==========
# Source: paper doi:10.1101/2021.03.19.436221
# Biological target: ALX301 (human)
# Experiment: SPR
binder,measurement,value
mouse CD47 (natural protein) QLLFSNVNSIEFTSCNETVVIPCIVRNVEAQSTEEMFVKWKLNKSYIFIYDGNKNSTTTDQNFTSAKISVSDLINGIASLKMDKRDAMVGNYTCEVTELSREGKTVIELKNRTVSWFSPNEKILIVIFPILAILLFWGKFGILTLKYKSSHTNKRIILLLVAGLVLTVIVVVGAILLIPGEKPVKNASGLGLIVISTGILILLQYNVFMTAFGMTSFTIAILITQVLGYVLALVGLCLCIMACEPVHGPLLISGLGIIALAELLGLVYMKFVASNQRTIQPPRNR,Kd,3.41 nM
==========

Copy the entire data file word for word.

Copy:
# Source: paper doi:10.1101/2021.03.19.436221
# Biological target: ALX301 (human)
# Experiment: SPR
binder,measurement,value
mouse CD47 (natural protein) QLLFSNVNSIEFTSCNETVVIPCIVRNVEAQSTEEMFVKWKLNKSYIFIYDGNKNSTTTDQNFTSAKISVSDLINGIASLKMDKRDAMVGNYTCEVTELSREGKTVIELKNRTVSWFSPNEKILIVIFPILAILLFWGKFGILTLKYKSSHTNKRIILLLVAGLVLTVIVVVGAILLIPGEKPVKNASGLGLIVISTGILILLQYNVFMTAFGMTSFTIAILITQVLGYVLALVGLCLCIMACEPVHGPLLISGLGIIALAELLGLVYMKFVASNQRTIQPPRNR,Kd,3.41 nM